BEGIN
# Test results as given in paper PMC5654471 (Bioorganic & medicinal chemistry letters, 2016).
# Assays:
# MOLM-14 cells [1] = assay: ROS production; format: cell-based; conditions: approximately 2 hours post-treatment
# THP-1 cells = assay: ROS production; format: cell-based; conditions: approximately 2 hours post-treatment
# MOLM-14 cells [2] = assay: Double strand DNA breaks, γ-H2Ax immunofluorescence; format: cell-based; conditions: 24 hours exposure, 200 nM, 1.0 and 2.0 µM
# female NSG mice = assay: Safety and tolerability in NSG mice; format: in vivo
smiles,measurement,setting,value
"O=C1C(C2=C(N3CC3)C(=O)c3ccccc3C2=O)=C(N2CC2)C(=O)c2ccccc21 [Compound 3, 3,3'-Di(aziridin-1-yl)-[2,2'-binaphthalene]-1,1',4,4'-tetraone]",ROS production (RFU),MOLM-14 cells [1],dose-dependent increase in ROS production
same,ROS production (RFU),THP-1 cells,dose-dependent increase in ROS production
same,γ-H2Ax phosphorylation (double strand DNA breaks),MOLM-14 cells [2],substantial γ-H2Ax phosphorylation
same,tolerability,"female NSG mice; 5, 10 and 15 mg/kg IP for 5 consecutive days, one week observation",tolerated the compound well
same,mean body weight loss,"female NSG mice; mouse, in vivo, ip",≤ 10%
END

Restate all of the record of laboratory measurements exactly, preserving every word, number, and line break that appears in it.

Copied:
# Test results as given in paper PMC5654471 (Bioorganic & medicinal chemistry letters, 2016).
# Assays:
# MOLM-14 cells [1] = assay: ROS production; format: cell-based; conditions: approximately 2 hours post-treatment
# THP-1 cells = assay: ROS production; format: cell-based; conditions: approximately 2 hours post-treatment
# MOLM-14 cells [2] = assay: Double strand DNA breaks, γ-H2Ax immunofluorescence; format: cell-based; conditions: 24 hours exposure, 200 nM, 1.0 and 2.0 µM
# female NSG mice = assay: Safety and tolerability in NSG mice; format: in vivo
smiles,measurement,setting,value
"O=C1C(C2=C(N3CC3)C(=O)c3ccccc3C2=O)=C(N2CC2)C(=O)c2ccccc21 [Compound 3, 3,3'-Di(aziridin-1-yl)-[2,2'-binaphthalene]-1,1',4,4'-tetraone]",ROS production (RFU),MOLM-14 cells [1],dose-dependent increase in ROS production
same,ROS production (RFU),THP-1 cells,dose-dependent increase in ROS production
same,γ-H2Ax phosphorylation (double strand DNA breaks),MOLM-14 cells [2],substantial γ-H2Ax phosphorylation
same,tolerability,"female NSG mice; 5, 10 and 15 mg/kg IP for 5 consecutive days, one week observation",tolerated the compound well
same,mean body weight loss,"female NSG mice; mouse, in vivo, ip",≤ 10%